Memory in the Context of Social Psychology
Although research into memory has been conducted primarily by cognitive psychologists, it is a core research area within social psychology as well. Imagine that you could not remember the people you met from day to day. Each time you saw your roommate, friends, or family members, you would need to get to know them all over again. Clearly, memory is essential to our social interactions.
Consequently, a substantial amount of research in social psychology has explored how associative networks and schemas play a role in everyday social experience. A significant amount of research suggests that people go into situations with certain expectations. These expectations are based on their previous experiences and beliefs (i.e., their mental representation about an event, person, or situation). For example, researchers have demonstrated that people have a general tendency to recall and recognize attitude-consistent information better than they recall attitude-inconsistent information. Although the strength of the overall effect has been debated, people prefer information that is consistent with their attitudes. Given certain circumstances, however, memory biases can be eliminated or even reversed. For example, some evidence suggests that under certain conditions, people will actively try to counterargue attitude-inconsistent information they encounter, and this may result in better recall for the attitude-inconsistent information.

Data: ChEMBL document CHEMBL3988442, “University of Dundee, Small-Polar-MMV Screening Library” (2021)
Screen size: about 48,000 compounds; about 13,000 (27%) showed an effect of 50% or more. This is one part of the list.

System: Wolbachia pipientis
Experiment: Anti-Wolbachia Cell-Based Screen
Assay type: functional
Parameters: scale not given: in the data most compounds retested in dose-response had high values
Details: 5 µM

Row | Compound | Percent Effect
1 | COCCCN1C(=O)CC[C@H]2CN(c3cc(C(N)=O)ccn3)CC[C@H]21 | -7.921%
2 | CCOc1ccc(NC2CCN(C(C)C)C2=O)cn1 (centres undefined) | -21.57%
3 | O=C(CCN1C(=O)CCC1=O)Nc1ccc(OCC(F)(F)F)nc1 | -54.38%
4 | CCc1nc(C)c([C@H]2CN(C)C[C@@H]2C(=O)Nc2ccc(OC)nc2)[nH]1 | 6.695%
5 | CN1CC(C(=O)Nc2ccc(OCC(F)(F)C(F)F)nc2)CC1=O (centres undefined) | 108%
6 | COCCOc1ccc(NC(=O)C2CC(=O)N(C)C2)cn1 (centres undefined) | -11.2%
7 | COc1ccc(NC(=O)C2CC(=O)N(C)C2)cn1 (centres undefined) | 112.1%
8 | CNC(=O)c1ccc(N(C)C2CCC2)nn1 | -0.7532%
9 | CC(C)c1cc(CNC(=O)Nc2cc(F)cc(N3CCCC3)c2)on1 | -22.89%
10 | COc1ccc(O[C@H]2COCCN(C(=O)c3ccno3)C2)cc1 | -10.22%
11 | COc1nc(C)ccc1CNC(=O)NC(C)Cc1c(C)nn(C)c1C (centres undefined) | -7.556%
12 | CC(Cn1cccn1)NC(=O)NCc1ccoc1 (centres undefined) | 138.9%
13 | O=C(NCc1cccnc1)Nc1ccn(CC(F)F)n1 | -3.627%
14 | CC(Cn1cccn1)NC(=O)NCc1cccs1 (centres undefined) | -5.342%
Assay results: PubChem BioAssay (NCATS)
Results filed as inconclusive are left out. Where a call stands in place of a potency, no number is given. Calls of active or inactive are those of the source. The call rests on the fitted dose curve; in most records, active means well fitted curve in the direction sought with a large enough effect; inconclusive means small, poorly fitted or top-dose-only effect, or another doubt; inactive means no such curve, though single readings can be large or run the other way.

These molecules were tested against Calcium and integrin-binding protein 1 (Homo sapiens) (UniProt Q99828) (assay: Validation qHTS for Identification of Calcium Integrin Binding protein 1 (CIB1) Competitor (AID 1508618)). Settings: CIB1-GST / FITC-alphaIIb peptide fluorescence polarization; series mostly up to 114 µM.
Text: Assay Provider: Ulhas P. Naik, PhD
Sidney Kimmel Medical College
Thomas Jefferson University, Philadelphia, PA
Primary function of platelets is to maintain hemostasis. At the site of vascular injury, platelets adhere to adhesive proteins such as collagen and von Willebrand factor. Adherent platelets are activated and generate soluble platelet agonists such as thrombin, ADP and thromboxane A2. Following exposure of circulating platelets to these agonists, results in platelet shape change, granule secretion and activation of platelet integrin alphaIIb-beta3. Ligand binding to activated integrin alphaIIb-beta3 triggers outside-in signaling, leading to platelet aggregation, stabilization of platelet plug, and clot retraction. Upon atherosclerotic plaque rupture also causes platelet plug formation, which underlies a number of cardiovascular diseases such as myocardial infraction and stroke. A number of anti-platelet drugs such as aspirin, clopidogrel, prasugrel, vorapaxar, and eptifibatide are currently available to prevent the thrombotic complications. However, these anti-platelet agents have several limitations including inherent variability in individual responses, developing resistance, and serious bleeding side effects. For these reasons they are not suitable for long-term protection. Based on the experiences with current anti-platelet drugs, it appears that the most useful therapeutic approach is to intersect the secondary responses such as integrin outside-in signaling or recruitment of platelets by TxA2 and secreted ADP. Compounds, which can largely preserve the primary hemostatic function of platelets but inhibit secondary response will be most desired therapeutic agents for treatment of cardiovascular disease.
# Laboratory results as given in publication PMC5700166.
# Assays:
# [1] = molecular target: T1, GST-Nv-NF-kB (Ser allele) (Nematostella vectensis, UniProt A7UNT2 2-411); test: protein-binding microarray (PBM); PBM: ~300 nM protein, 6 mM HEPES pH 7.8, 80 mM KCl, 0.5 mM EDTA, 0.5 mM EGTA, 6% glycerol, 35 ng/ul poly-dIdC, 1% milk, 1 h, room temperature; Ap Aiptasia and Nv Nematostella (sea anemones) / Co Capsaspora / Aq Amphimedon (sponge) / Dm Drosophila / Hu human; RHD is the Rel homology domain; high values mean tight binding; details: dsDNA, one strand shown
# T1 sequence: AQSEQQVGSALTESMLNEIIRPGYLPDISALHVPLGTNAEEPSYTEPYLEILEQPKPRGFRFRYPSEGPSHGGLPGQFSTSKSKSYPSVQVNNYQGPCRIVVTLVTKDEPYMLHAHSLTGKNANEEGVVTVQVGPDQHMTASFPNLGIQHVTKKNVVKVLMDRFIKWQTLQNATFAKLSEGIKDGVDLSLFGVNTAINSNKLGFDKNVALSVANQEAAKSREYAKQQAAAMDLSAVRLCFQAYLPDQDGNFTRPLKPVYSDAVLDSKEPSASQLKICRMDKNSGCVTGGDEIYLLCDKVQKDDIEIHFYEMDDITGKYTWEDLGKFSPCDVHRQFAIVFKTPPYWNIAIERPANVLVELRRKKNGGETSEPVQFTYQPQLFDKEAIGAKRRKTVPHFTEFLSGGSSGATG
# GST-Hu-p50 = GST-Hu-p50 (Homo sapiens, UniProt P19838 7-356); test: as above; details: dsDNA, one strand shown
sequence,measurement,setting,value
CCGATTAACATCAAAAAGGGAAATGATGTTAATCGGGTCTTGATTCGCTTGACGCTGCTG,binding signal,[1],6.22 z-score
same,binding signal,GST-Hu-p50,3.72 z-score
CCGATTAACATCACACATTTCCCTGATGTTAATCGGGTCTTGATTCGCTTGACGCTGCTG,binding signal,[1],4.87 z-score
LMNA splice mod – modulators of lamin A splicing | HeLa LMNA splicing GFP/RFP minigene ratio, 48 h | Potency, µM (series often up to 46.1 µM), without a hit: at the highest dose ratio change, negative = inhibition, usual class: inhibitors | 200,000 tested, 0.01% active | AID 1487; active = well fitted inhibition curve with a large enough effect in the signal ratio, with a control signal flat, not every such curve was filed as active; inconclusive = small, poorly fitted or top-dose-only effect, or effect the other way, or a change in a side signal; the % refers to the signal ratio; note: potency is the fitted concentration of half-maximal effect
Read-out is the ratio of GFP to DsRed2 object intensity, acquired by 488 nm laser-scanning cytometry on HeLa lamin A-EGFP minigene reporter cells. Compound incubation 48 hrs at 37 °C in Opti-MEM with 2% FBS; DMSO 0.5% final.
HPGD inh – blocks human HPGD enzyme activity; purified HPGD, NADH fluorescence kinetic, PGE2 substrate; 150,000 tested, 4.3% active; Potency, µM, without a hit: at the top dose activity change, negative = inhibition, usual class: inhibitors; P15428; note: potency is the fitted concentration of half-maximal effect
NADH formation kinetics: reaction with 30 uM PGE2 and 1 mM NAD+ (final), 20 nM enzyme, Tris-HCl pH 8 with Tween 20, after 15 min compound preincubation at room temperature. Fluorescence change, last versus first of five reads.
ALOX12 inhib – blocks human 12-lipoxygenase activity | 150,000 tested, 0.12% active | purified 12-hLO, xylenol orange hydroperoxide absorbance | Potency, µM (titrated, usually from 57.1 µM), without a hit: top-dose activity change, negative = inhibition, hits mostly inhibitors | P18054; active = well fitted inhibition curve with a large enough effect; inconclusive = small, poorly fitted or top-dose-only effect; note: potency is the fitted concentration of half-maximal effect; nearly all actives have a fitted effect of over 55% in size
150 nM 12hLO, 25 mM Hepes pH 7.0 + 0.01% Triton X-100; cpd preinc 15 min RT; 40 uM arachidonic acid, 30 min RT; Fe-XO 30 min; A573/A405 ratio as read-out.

Similar findings have been reported in the impression formation literature. That is, when people meet a person for the first time, their expectations about the person (e.g., stereotypes about specific groups and their members) or the situation (e.g., a script or set of beliefs about how an event, such as a romantic encounter, should unfold) can influence how they perceive and judge that person. If they expect someone to be nice, they will remember him or her as being pleasant and friendly. Interestingly, if their expectations are particularly strong when they encounter schema-incongruent information, that inconsistent information may be remembered better (i.e., they may begin to create a new associative network or information). Thus, as with the attitude literature, people tend to demonstrate a confirmatory bias, but if their expectations are strong, the inconsistent information may be particularly salient and thus may be remembered better. Although there has been debate in the literature about how and when these effects occur, mental representations and memory affect how people interact with their social worlds.